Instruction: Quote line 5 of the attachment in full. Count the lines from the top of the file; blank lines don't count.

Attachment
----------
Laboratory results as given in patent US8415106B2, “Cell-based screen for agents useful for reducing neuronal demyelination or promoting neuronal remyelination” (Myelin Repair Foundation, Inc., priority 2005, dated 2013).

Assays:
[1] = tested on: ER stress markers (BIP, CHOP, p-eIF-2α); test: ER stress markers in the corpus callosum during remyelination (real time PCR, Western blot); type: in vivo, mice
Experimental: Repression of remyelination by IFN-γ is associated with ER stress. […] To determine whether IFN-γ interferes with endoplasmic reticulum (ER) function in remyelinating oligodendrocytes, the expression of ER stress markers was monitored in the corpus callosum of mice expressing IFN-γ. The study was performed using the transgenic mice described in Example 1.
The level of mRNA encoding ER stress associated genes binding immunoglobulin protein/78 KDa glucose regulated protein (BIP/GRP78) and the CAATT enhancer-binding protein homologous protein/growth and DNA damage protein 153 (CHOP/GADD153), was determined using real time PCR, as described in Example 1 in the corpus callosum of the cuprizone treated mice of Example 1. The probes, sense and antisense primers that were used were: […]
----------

The level of mRNA encoding ER stress associated genes binding immunoglobulin protein/78 KDa glucose regulated protein (BIP/GRP78) and the CAATT enhancer-binding protein homologous protein/growth and DNA damage protein 153 (CHOP/GADD153), was determined using real time PCR, as described in Example 1 in the corpus callosum of the cuprizone treated mice of Example 1. The probes, sense and antisense primers that were used were: […]